On average, Americans check their phone 96 times a day. No better than that, for the first week I kept checking my phone every 10 minutes in the desperate hope of a notification. How miserable I felt for not being able to refrain from checking my phone even perfectly knowing I would have not found any notification. How strong was the reflex of checking who just texted me to get some quick dopamine injection. Not able to stay away from my phone, I kept myself updated on every single news on the press, I would check my investments a few times a day, as if they could double or halve every 30 minutes. It took me about 10 days to accept I had nothing to see on my phone.

After about two weeks I was looking out of the window during a coffee break, staring at the wall when eating alone, doing literally nothing waiting for a file to download on my laptop. And how relaxing that was. Incredibly refreshing. Something I had not done in probably 10 years, when every 30 seconds spare were spent on my phone to make sure every scrap of time was put to some use. I became more present in conversations, I called more friends than I ever did, I spoke with some people I had not heard from in years, I skyped my parents more than I ever did through 5 years living abroad, I was more productive than the last couple of years, I was able to sleep so much better, and I exercised every day. I really did breake the circle of instant gratification.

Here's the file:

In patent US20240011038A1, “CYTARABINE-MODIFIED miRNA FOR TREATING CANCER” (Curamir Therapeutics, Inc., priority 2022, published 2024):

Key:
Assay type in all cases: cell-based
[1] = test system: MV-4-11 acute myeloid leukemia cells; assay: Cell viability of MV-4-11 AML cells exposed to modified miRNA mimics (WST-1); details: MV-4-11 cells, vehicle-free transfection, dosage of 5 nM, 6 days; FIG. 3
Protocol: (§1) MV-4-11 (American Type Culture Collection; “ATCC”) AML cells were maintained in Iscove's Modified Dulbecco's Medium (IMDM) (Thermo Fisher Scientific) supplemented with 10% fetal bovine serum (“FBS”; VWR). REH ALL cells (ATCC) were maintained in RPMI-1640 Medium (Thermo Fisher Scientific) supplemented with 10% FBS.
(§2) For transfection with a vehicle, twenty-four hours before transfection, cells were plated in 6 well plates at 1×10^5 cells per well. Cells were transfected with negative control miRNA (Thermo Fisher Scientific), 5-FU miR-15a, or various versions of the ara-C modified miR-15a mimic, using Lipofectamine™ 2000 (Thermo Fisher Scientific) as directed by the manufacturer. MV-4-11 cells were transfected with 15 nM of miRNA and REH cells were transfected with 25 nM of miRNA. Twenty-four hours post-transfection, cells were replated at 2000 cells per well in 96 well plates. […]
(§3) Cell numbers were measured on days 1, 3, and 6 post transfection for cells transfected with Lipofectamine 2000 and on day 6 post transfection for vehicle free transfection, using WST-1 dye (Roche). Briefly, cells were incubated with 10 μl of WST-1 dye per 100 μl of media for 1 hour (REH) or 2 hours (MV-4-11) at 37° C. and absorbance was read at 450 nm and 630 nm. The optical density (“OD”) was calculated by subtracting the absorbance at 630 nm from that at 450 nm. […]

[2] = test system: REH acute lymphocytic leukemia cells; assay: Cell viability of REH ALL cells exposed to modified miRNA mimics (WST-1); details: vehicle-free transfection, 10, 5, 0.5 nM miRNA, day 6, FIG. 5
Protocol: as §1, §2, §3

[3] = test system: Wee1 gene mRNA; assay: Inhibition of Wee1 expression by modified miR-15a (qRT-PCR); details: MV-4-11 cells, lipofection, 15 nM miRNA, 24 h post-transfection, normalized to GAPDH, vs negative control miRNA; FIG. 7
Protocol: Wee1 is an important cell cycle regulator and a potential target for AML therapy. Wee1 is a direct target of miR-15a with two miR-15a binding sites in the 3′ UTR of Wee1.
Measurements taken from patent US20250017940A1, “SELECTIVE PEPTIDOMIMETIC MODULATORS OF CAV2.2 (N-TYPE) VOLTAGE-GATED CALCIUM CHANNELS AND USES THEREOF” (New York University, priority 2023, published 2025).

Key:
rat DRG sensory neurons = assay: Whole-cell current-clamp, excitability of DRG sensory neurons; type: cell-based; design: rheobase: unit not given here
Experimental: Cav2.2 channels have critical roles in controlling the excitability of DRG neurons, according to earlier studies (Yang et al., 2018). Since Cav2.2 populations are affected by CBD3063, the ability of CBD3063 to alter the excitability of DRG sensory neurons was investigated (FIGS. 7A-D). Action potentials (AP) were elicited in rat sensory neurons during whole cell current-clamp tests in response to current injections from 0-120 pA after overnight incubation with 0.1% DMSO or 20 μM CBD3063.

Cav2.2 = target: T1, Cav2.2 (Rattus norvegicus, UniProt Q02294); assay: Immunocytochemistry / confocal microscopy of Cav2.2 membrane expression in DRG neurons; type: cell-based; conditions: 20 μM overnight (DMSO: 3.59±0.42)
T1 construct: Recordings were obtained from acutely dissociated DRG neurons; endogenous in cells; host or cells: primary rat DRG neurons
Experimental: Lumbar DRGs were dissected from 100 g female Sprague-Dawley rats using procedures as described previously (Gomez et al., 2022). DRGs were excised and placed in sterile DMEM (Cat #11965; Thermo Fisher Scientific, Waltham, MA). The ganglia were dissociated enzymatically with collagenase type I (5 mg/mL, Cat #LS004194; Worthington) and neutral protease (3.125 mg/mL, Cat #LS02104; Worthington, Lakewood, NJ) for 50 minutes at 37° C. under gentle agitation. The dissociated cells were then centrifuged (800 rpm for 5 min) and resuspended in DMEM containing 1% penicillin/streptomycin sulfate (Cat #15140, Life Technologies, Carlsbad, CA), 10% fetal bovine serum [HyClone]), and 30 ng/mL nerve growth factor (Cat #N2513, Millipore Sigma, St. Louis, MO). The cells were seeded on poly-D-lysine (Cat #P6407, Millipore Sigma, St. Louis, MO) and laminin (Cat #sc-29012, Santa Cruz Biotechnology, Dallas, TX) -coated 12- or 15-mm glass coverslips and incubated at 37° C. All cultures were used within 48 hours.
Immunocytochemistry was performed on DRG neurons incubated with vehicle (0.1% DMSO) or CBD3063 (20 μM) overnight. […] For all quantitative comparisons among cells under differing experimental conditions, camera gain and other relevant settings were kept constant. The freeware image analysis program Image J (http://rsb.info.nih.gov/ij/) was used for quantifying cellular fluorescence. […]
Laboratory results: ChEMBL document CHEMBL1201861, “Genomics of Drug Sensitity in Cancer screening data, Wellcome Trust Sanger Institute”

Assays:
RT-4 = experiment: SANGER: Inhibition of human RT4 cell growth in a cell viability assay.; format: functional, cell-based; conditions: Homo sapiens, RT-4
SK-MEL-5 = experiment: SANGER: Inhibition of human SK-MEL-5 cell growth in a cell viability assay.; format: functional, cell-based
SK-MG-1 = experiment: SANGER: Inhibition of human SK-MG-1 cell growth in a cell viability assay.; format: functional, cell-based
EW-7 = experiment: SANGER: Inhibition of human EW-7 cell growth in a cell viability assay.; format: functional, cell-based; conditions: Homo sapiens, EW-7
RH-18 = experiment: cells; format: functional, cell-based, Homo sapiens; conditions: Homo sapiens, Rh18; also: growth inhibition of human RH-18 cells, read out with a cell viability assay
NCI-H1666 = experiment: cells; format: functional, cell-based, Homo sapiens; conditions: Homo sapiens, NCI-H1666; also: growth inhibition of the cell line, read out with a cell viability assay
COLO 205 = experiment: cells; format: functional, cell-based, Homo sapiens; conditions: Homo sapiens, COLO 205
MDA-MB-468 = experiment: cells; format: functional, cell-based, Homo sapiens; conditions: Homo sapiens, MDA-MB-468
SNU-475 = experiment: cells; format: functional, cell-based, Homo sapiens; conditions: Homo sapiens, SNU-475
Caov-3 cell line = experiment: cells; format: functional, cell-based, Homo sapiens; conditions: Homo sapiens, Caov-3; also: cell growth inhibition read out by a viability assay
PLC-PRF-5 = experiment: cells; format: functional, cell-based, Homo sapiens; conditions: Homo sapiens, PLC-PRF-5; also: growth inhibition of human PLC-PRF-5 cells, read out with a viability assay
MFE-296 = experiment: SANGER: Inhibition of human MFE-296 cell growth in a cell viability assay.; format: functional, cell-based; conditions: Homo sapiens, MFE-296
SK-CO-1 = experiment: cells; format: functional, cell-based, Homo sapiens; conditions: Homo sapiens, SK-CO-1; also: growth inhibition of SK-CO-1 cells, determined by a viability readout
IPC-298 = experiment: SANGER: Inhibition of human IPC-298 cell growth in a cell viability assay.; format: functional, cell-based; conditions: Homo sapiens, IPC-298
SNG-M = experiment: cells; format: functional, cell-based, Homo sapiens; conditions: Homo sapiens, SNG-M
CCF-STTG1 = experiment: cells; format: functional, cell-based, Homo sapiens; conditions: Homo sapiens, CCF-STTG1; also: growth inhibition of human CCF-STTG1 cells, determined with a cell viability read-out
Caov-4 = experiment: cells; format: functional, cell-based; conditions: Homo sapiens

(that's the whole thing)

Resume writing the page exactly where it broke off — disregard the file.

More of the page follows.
In the meantime, coronavirus was happening. Although everyone I know commented on the fact this was the worst possible period for doing this challenge and disconnect from the world, I was extremely glad my quarantine was starting with increased productivity, zero time on social media, and more connected to the people I love. Adding to this, I brought my little sister for a car trip in Scotland. The struggle to meet up, the impracticality of contacting anyone, and the only-for-future-reference pictures were only a terrible plus to the trip.

My takeaways:

  • We live most of our lifes in the cycle of the instant gratification. For as much as it’s difficult to give up notifications, looking for other sources of dopamine does lead us to happier and healthier lives.
  • Social media are incredibily powerful, so we need to be incredibly careful on how we use them. The reach and targetization of these platforms is unmached by anything humans have ever seen before. Instagram algorithms know what you like and how feel every day much better than your mother does.
  • Our mobile devices should bring us closer. Being able to see on their stories what your friends are doing makes them feel closer to you. However, picking up the phone and giving them a call is far more powerfull that seeing what your friend wants everyone to see.
  • Disconection comes with focus. The goal of every social media platform is to have you spend as much time as possible on their platforms, and it clearly does make sense for them. Notifications are studied to get your attention and bring you back to their platform. Choosing to go notification-free is very powerful.

April will be the turn of #BillGates, we’ll be coming back to enjoy the pleasure and power of reading every day. Stay tuned to see the update.

A presto,



Federico Sanna

Autonomous Driving Systems Engineer at Arrival— Imperial College Bioengineering Graduate — 12challenges patient zero